The day before a summit on the safety of AI in the UK, the US president has issued an executive order on the topic.
The order, under the US Defense Production Act, will require that developers of the most powerful AI systems share their safety test results and other critical information with the US government. The same act was used to commandeer production for ventilators during the Covid-19 pandemic.
The order also calls on the US National Institute of Standards and Technology (NIST) to set the rigorous standards for extensive red-team testing to ensure safety before public release, developing standards, tools, and tests to help ensure that AI systems are safe, secure, and trustworthy.
The Department of Homeland Security will apply those standards to critical infrastructure sectors and establish the AI Safety and Security Board. “Together, these are the most significant actions ever taken by any government to advance the field of AI safety,” said the administration.
This comes as vice president Kamala Harris is due at Bletchley Park in the UK tomorrow for an AI safety summit.
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UK prime minister Rishi Sunak announced last week the world’s first AI Safety Institute examine, evaluate and test new types of AI so there is an understanding of what each new model is capable of. It will look to share information with international partners, policymakers, private companies, academia and civil society as part of efforts to collaborate on AI safety research.
On Friday the UK government persuaded AI firms including DeepMind to outline their safety policies following a request from the Technology Secretary last month. The UK government also proposed a set of emerging safety processes for the companies, providing information on how they can keep models safe and is intended to inform discussions at Bletchley Park.
The paper outlines practices for AI companies including implementing responsible capability scaling – a new framework for managing frontier AI risk and something several are already putting into action. This would see AI firms set out ahead of time what risks are going to be monitored, who is notified if these risks are found, and at what level of dangerous capabilities a developer would slow or, in fact, pause their work until better safety mechanisms are in place.
Other suggestions include AI developers employing third parties to try to hack their systems to identify sources of risk and potential harmful impacts, as well as providing additional information on whether content has been AI generated or modified. This is the area that the US is seeking to regulate directly.
“This is the start of the conversation and as the technology develops, these processes and practices will continue to evolve, because in order to seize AI’s huge opportunities we need to grip the risks,” said UK Technology Secretary Michelle Donelan.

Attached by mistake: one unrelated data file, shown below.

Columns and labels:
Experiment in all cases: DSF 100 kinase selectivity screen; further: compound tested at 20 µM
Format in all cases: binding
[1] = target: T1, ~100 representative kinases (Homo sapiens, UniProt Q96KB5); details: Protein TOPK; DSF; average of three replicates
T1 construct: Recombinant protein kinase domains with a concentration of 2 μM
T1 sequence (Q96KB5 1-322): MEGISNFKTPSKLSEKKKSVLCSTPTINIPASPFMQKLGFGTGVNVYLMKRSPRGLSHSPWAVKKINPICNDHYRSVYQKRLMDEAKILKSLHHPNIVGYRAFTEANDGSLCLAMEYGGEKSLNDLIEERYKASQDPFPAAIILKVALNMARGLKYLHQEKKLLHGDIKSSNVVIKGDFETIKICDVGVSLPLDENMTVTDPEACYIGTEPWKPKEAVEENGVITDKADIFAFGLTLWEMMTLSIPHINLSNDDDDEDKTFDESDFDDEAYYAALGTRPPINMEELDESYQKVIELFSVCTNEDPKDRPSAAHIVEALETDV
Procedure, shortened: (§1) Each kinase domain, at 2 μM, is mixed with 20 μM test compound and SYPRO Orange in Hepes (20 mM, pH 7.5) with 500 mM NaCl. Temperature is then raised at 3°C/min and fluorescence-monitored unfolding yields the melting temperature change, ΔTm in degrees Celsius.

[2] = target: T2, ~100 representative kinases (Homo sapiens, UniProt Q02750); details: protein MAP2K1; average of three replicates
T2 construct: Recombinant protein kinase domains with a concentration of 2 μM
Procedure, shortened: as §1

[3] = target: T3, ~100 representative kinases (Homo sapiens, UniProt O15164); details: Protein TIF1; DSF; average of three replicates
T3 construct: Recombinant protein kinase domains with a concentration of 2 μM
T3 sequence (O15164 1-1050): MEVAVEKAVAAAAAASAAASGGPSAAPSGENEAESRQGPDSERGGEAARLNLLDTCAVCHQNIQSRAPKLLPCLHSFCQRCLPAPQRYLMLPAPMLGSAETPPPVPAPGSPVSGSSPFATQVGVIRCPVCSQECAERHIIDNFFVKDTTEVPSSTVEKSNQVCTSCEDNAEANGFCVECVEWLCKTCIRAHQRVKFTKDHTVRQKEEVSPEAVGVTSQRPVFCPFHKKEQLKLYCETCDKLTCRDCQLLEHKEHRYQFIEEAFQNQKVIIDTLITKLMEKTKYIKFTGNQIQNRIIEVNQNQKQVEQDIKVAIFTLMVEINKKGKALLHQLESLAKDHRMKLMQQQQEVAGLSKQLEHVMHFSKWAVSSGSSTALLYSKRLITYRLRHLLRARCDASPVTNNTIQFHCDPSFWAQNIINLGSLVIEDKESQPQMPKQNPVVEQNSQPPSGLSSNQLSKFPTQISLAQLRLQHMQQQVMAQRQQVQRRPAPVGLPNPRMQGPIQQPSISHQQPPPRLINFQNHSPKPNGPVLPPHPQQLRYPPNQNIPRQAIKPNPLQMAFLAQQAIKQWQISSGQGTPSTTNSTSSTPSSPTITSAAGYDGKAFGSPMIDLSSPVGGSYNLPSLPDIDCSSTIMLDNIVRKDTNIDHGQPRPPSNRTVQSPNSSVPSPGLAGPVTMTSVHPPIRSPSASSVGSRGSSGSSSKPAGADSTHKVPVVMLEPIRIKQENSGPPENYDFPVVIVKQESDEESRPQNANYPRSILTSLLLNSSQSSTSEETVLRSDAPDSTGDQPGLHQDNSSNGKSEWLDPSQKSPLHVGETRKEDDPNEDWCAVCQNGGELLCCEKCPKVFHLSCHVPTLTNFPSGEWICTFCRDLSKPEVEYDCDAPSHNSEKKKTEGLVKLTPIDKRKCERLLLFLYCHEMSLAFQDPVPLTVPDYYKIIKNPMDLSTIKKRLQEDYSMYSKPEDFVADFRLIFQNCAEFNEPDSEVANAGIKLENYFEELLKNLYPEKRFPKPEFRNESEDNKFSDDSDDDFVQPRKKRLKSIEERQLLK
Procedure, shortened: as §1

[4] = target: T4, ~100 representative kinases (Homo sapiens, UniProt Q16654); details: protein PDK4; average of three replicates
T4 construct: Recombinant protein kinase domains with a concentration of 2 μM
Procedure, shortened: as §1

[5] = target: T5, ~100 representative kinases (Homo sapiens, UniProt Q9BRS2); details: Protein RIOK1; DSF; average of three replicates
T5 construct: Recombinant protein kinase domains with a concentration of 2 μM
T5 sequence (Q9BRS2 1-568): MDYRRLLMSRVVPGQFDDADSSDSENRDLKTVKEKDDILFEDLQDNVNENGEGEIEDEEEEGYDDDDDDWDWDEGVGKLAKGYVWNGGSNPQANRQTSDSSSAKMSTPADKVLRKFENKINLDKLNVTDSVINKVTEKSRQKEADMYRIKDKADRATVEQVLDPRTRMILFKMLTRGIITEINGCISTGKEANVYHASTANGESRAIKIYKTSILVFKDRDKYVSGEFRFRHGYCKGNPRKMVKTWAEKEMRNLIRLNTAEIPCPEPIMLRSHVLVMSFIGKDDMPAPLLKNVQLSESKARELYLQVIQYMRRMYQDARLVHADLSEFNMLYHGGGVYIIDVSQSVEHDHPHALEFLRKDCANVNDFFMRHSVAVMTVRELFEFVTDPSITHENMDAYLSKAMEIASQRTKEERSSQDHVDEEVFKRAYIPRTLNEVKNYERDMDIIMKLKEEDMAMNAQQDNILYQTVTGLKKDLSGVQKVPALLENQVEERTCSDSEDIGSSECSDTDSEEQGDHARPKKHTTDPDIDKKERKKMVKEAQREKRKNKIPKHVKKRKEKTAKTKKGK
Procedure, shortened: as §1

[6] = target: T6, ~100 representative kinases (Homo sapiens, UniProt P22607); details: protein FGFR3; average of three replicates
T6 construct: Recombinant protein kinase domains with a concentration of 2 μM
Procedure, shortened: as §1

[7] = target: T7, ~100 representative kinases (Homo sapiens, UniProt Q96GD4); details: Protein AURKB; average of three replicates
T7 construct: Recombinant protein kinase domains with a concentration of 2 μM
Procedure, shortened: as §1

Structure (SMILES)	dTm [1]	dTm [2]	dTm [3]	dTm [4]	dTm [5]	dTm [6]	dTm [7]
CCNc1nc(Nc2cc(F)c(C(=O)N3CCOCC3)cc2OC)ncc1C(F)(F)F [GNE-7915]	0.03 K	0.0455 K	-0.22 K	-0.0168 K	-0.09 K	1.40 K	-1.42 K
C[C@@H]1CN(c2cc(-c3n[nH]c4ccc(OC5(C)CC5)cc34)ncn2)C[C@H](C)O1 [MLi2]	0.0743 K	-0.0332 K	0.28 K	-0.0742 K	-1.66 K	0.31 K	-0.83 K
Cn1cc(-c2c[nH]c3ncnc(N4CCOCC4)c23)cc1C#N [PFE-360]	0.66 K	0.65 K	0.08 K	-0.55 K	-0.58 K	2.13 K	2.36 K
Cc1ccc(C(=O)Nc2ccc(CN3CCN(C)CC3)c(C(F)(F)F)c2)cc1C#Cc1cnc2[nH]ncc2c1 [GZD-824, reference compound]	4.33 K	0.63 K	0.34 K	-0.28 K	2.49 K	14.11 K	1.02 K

“We know openness is key to increasing public trust in these AI models which in turn will drive uptake across society meaning more will benefit, so I welcome AI developers publishing their safety policies today.
Safety best practices have not yet been established for frontier AI development – which is why the UK Government has published emerging processes to inform the vital discussion of safe frontier AI at the summit and why the US executive order will see NIST oversee much of the work.
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NIST already determines the requirements for cryptography systems and one aim of the US executive order is to protect against AI-enabled fraud and deception by establishing standards and best practices for detecting AI-generated content and authenticating official content. The US Department of Commerce will develop guidance for content authentication and watermarking to clearly label AI-generated content. Federal agencies will use these tools to authenticate government communications and set an example for the private sector and governments around the world.
The US is also to set up a cybersecurity program to develop AI tools to find and fix vulnerabilities in critical software while the UK is setting a taskforce to address the issue.
“While Frontier AI brings opportunities, more capable systems can also bring increased risk. AI companies providing increased transparency of their safety policies is a first step towards providing assurance that these systems are being developed and deployed responsibly,” said Ian Hogarth, chair of the UK’s Frontier AI Taskforce.
“Over the last few months the UK Government’s Frontier AI Taskforce has been recruiting leading names from all areas of the AI ecosystem, from security to computer science, to advise on the risks and opportunities from AI.”
The US says it aims to accelerate development and implementation of vital AI standards with international partners and in standards organizations, ensuring that the technology is safe, secure, trustworthy, and interoperable.